nonverbal
 
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30 November 2019 15:47
 
EN - 30 November 2019 11:27 AM
GAD - 30 November 2019 09:27 AM

You don’t need an education, but the statistics clearly show that an education is the most important factors in just about every facet of life.

Yeah, you don’t need school if you have some special talent (like sports, artistic talent, or business), or if you don’t mind living simply, but since I had no special talent and didn’t like begging, I stumbled around until I ended up in law school. Somehow I’ve made it this far, but without education, I would not be this high on the food chain.  VF may be one of those “special” people, however.

What worked for me was to spend a few years learning a trade after high school, then enroll in college. A little bit of perspective is gained that way. It was sort of thrilling to be lectured to and tutored by experts in their fields, I did well, and I enjoyed the whole experience. It was nothing like high school. These days, of course, it’s all way too expensive unless you’ve got a big scholarship or family wealth.

 
 
EN
 
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30 November 2019 17:01
 
nonverbal - 30 November 2019 03:47 PM
EN - 30 November 2019 11:27 AM
GAD - 30 November 2019 09:27 AM

You don’t need an education, but the statistics clearly show that an education is the most important factors in just about every facet of life.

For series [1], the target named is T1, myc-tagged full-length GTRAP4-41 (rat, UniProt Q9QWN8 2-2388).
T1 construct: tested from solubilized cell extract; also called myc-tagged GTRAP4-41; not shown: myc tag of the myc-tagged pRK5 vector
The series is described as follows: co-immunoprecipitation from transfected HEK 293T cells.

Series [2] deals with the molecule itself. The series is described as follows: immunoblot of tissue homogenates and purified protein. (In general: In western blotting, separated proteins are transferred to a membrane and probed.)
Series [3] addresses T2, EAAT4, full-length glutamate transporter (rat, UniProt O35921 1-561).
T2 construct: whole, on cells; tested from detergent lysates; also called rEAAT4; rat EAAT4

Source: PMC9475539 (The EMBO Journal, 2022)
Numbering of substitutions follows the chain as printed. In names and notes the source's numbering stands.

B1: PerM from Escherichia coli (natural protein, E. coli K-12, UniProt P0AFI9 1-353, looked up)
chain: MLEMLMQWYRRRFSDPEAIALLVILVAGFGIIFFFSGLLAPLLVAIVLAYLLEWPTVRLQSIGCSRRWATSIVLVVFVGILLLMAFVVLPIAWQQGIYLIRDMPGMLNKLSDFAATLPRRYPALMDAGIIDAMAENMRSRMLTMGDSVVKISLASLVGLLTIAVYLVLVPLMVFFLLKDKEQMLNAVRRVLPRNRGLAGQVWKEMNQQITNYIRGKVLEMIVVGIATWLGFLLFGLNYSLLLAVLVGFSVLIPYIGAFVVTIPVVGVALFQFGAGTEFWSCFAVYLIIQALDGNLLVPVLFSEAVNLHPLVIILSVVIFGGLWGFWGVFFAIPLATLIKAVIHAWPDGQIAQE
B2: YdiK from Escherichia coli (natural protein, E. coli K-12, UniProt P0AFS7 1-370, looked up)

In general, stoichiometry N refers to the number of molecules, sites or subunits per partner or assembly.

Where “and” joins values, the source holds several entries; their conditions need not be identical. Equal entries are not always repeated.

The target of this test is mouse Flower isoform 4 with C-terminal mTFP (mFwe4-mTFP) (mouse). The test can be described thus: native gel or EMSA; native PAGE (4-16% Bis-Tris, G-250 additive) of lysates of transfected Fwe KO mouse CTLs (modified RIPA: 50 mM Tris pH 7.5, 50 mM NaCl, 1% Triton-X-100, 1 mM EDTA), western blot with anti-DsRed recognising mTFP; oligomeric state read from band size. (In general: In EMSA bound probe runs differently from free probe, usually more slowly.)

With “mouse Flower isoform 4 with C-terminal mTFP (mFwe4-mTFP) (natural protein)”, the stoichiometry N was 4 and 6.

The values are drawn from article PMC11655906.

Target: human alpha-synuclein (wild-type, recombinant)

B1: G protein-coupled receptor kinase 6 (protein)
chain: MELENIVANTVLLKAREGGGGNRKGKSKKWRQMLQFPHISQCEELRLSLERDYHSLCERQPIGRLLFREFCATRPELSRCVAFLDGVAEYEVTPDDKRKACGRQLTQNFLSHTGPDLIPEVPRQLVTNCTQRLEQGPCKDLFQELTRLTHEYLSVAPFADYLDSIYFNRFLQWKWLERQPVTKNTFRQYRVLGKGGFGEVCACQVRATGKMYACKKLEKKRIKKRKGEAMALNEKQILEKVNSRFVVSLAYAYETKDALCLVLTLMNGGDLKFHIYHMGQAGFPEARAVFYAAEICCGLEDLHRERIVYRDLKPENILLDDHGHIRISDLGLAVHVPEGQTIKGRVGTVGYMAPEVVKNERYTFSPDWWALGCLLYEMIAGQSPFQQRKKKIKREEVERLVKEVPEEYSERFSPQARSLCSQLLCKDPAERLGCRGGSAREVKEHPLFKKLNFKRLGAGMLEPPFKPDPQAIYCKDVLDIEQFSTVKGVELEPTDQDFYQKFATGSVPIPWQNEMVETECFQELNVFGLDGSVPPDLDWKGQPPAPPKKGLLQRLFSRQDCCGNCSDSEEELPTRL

Yeah, you don’t need school if you have some special talent (like sports, artistic talent, or business), or if you don’t mind living simply, but since I had no special talent and didn’t like begging, I stumbled around until I ended up in law school. Somehow I’ve made it this far, but without education, I would not be this high on the food chain.  VF may be one of those “special” people, however.

What worked for me was to spend a few years learning a trade after high school, then enroll in college. A little bit of perspective is gained that way. It was sort of thrilling to be lectured to and tutored by experts in their fields, I did well, and I enjoyed the whole experience. It was nothing like high school. These days, of course, it’s all way too expensive unless you’ve got a big scholarship or family wealth.

I spent more on my granddaughter’s first year in college than I did on my entire college/law school/seminary career.

Everyone has his/her own path. It’s a matter of finding it and embracing it.

 
GAD